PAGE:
The politics & basics of Unicode

From Tim Bray’s “On the Goodness of Unicode” (6 April 2003):

Unicode proper is a consortium of technology vendors that, many years ago in a flash of intelligence and public-spiritedness, decided to unify their work with that going on at the ISO. Thus, while there are officially two standards you should care about, Unicode and ISO 10646, through some political/organizational magic they are exactly the same, and if you’re using one you’re also using the other. …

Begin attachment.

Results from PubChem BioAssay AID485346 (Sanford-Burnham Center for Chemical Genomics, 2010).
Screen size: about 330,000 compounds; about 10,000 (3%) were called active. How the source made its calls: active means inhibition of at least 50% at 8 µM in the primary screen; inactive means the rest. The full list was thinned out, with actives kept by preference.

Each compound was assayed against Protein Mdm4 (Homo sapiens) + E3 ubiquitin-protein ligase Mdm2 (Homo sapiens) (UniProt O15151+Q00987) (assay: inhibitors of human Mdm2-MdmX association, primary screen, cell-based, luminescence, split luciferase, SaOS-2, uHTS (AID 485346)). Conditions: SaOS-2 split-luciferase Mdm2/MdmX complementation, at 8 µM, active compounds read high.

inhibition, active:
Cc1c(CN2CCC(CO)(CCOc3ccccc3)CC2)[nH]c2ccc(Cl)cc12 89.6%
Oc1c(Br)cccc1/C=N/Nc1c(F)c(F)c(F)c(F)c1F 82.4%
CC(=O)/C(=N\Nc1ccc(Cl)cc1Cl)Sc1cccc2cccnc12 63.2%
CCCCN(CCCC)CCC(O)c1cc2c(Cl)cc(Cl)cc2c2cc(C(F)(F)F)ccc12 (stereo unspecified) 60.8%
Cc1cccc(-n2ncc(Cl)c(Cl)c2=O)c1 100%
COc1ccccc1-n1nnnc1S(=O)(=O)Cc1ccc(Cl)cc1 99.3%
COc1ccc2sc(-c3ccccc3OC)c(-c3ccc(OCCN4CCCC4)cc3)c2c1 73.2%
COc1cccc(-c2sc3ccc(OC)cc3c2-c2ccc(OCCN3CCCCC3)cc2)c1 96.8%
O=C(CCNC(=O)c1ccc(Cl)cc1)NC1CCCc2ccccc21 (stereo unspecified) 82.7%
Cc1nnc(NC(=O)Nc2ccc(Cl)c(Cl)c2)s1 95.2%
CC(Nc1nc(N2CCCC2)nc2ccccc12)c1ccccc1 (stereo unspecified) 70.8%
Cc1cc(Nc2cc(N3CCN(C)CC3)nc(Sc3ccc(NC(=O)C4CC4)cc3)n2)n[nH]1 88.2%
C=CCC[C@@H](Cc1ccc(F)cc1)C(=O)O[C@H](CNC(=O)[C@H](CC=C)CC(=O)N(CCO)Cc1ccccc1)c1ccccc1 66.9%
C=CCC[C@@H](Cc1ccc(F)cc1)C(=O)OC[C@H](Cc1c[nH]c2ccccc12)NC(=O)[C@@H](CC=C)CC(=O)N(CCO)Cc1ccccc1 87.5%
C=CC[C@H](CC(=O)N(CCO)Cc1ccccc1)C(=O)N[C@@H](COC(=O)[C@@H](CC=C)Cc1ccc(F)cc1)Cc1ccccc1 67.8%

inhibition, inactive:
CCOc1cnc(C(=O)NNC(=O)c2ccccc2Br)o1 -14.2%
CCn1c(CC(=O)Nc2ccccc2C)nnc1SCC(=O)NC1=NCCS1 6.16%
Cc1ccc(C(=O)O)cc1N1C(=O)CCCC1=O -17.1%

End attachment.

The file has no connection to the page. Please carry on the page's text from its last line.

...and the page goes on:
The basics of Unicode are actually pretty simple. It defines a large (and steadily growing) number of characters – just under 100,000 last time I checked. Each character gets a name and a number, for example LATIN CAPITAL LETTER A is 65 and TIBETAN SYLLABLE OM is 3840. Unicode includes a table of useful character properties such as “this is lower case” or “this is a number” or “this is a punctuation mark”.